Stud Verifier for Drywall

About: Programmer, woodworker, problem solver, problem maker.

This is a simple tool to help verify exact stud locations behind drywall.

This is OVERKILL for:

  • Finding studs
  • Hanging lightweight things like pictures or coat hangers

This is NOT for:

  • Plaster walls
  • People whose knuckles communicate with their ears

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The Specific Purpose

Verifying the stud's extents so that critical items can be mounted securely to the center of the stud.

Personally, I want to verify the stud extents/center when I'm mounting:

  • Wall-mounted lumber racks
  • Ceiling-mounted shelving
  • Floating bunk beds in our kids' room

If any of these fall, they pose considerable danger (or simply wreak havoc)

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Note: When hanging heavy loads, other factors are also key, such as proper fastener selection, pre-drilling appropriately to reduce displacement when driving, and load calculations. But those are on the internet elsewhere and are outside the intended scope of this Instructable.

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The Stud Verifier Tool:

A strong, super thin piano wire that can be pushed into the drywall to feel the actual stud. The wire is thin enough that when removed, the hole is hardly noticeable - even when looking closely.

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Yes. There Are Good Stud Finders, such as the Franklin ProSensor 710

I have and love the Franklin ProSensor 710, and find that I reliably hit the stud each time. But, if you take multiple measurements, you see that the "center" varies within a range of about 1/2" - 3/4". Not a problem for hanging pictures or basic shelves. But for my lumber racks, I want to find the center of the stud.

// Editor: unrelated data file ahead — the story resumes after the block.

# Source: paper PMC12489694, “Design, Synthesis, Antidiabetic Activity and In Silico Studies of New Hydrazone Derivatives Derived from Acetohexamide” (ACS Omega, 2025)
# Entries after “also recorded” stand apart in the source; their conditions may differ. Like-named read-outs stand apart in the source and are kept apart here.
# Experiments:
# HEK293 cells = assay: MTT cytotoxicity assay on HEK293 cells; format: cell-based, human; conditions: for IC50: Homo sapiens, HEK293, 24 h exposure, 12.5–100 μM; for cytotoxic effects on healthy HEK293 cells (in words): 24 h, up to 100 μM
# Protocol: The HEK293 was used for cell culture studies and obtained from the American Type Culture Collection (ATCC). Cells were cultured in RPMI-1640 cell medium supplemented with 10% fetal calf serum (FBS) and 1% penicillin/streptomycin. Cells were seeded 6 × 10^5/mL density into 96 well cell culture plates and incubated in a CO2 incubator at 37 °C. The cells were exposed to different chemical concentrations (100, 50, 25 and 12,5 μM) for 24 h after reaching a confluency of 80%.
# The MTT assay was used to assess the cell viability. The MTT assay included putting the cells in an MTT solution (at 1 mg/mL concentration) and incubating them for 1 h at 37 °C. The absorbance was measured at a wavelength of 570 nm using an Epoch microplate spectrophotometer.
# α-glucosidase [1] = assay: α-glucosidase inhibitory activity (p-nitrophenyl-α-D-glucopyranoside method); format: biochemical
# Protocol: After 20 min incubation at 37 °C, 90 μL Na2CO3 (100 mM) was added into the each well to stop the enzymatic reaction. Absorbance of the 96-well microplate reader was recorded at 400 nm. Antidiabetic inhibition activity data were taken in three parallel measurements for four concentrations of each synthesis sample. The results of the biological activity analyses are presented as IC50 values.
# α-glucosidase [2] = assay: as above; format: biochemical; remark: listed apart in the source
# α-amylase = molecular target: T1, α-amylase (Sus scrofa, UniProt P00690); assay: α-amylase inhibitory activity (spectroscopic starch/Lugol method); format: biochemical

Yes. Magnetic Stud Finders Are Great! (generally speaking)

I also use the magnetic method (drywall screws/nails generally indicate a stud's presence)

But, have you ever busted out drywall and seen the screws/nails still in the studs? It's not uncommon to find screws that barely grabbed the stud. Not a huge deal for drywall. But not something to count on when hanging lumber racks.

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All that was to simply avoid receiving masses of stud finder recommendations that each have their own problems. Now, let's get on with it.

Step 1: Parts List

Two things:

  1. Nylon crimp connectors
  2. .022" Piano wire**

With that much piano wire, you could make a thousandozenteen stud verifiers. But if you don't have that many friends with birthdays, I think you'll find many more uses for piano wire once you have it around.

The properties of piano wire make it perfect for this job. The crimp connector is just to keep from getting poked.

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** in the video I said 22 gauge. I meant .022".

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Notice: I use affiliate links to help pay for some of the supplies used in my videos, tests, and Instructables. I have a strong stance about how I will and won’t use affiliate links. Read more here: https://www.keithstestgarage.com/affiliate-usage/

Step 2: Make the Connector - Cut & Crimp

Do this:

  1. Cut a few inches of Piano wire
  2. Bend it up to make a mass that'll go in the crimp connector
  3. Crimp it good
  4. Cut the sticking-out wire down to about 3/4 - 1", depending on the thickness of your drywall & mud.

Notes:

  • Err on the long side; you can always cut it again.
  • That wire is springy! Wear safety glasses, gloves, steel-toed boots, a welding helmet, and chain maille.

Step 3: Pointify the Connector

Sand or file the tip to be super pointy. Orient the sanding direction parallel to the wire to help it go in and out of the drywall smoother.

If the sparks mesmerize you and your wire becomes too short, go back and start over again.

Step 4: Use It!

Using a regular stud finder, mark where it thinks the stud center is. Then:

  1. Push your new stud verifier tool in the wall.
  2. Does it go in all the way? No -> You found a stud. Yes -> No stud.
  3. Lightly mark your findings with a pencil.
  4. Mark the center
  5. Erase the rest of your lines
  6. Try to find the holes. It's harder than you think, I think.

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Note: This is still technically putting a hole in the wall. Even though it's tiny, the hole is still able to allow air to pass through. So, use a tiny dab of paint to seal it back up.

Step 5: PS

Here's a quick how-to video I made about this a while ago:

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Check out my other Instructables, as they are better than this one! Suggestions:

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